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Experimental Techniques in Urology & Nephrology

Decompression Haematuria from Upper Urinary Tract: A Rare Complication

Praveen Pushkar*

Asian Institute of Medical Sciences, India

*Corresponding author: Praveen Pushkar, Asian Institute of Medical Sciences, Faridabad, India

Submission: October 31, 2018;Published: November 21, 2018

DOI: 10.31031/ETUN.2018.02.000542

ISSN 2578-0395
Volume2 Issue4


In cases of chronic urinary retention, post decompression diuresis and haematuria are well known complications. Majority of cases of decompression haematuria resolves spontaneously. Rarely haematuria is so much that blood transfusion is required. In all the cases reported in literature haematuria occurs as generalized oozing from bladder mucosa after decompression. In the case described below there was isolated bleeding from both renal pelvis rather than bladder mucosa which resulted in obstructive renal failure.

Keywords: Decompression haematuria; Obstructive nephropathy; BPH; Blood transfusion

Case Presentation

A 67-year male had history of lower urinary tract symptoms for last two years but has not started any treatment for that. He developed urinary retention for which urethral catheterization was done in primary health centre and was referred to our hospital. Approximately 2.5 litres of urine was drained at the time of catheterization. Before catheterisation his ultrasonography was done which revealed bilateral moderate hydroureteronephrosis with overdistended urinary bladder and gross prostatoegaly (96grams). At the time of presentation in our hospital, he was clinically stable with clear urine draining in the Foley catheter. His S. Creatinine was 5.86mg/dL, S. K+ 5.9mEq/L and haemoglobin 7.8g/dL. There was no leucocytosis. His urine output was 150 to 200mL/hour on 1st day post catheterisation. Haemodialysis was done on 2nd day of admission for rising potassium level. On third day of admission patient developed gross haematuria and hourly urine output decreased suddenly to 20 to 30mL/hour.Two-way Foley catheter was replaced with three-way catheter and bladder irrigation was started. His haemoglobin level came down to 4.5g/ dL. He was given two units of PRBCs and bed side ultrasonography was done. Ultrasonogram showed gross hydronephrosis in both kidneys (Right >Left).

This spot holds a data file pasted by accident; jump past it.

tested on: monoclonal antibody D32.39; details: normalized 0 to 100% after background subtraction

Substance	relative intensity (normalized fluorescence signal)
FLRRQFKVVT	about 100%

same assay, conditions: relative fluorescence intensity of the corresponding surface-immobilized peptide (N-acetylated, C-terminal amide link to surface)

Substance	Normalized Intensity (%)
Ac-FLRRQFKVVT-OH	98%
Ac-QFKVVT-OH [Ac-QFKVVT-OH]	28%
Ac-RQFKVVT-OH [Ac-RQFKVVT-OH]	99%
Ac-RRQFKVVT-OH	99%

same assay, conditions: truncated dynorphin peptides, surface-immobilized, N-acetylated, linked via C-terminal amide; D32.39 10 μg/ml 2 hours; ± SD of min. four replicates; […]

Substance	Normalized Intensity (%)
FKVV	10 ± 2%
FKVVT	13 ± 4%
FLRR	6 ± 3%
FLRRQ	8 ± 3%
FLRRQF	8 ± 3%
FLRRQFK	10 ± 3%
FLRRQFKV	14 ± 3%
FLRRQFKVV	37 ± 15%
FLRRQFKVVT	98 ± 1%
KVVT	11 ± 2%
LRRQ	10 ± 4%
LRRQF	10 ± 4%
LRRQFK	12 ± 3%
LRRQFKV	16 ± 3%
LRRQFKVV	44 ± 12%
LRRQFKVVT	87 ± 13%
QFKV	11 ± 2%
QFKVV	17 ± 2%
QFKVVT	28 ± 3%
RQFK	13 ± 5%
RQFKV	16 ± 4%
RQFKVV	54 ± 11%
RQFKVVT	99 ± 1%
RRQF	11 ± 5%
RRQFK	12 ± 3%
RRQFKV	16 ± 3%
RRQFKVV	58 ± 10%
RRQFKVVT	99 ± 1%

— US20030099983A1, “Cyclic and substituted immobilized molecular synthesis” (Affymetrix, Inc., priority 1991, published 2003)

Non-contrast CT scan of KUB region was done on urgent basis which showed bilateral gross hydroureteronephrosis with echogenic foci suggestive of blood clots in pelvis of both the kidneys and hypertrophy of bladder wall (Figure 1) [1]. He was taken up for cystoscopy with bilateral DJ stenting. Cystoscopy showed gross obstructive prostatomegaly with multiple wide mouth bladder diverticuli and trabeculations. There was no lesion or clots in bladder. There was no oozing from prostate or bladder mucosa. Efflux from both the ureteric orifices showed blood tinged urine. Retrograde pyelogram (RGP) was done bilaterally which showed grossly dilated and tortuous ureter on both sides. Lower ureter was not dilated. Upper two-thirds of ureter was grossly dilated and were making loops. No stones or urothelial lesions were seen. 6/26 DJ stent was placed bilaterally. On right side stent reached till upper ureter only due to tortuosity. Percutaneous nephrostomy was also done on right side with 12 Fr PCN tube as DJ stent could not reach the pelvis. Blood tinged urine started coming from PCN tube. His blood parameters started improving following the procedure. After 4th post-operative day his urine became clear and urine output became stable at around 100mL/hour. At the time of discharge his serum creatinine value stabilised at 2.3mg/dL.